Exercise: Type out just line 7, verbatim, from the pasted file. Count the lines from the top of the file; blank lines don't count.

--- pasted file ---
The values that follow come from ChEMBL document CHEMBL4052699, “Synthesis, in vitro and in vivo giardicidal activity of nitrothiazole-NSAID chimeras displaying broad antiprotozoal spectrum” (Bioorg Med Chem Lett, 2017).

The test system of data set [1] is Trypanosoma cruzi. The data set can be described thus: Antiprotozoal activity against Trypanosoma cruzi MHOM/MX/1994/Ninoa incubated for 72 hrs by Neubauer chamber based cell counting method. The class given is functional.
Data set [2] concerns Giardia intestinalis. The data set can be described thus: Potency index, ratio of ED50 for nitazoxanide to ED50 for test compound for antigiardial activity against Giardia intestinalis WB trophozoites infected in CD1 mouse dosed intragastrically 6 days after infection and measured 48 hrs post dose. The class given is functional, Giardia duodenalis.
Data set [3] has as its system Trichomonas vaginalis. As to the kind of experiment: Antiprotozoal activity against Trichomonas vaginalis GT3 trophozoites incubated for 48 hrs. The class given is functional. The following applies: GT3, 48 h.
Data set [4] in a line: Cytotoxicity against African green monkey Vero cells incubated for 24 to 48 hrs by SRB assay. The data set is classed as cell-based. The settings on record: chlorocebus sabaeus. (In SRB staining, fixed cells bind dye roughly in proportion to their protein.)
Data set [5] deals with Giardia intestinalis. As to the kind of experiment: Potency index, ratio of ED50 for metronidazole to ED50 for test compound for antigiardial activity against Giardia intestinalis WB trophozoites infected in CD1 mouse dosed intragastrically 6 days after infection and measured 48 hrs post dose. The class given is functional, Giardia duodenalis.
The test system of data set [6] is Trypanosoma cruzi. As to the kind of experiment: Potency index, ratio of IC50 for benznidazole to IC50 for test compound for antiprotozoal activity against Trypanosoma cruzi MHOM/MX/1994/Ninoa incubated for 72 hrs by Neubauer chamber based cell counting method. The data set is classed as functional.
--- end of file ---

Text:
The test system of data set [6] is Trypanosoma cruzi. As to the kind of experiment: Potency index, ratio of IC50 for benznidazole to IC50 for test compound for antiprotozoal activity against Trypanosoma cruzi MHOM/MX/1994/Ninoa incubated for 72 hrs by Neubauer chamber based cell counting method. The data set is classed as functional.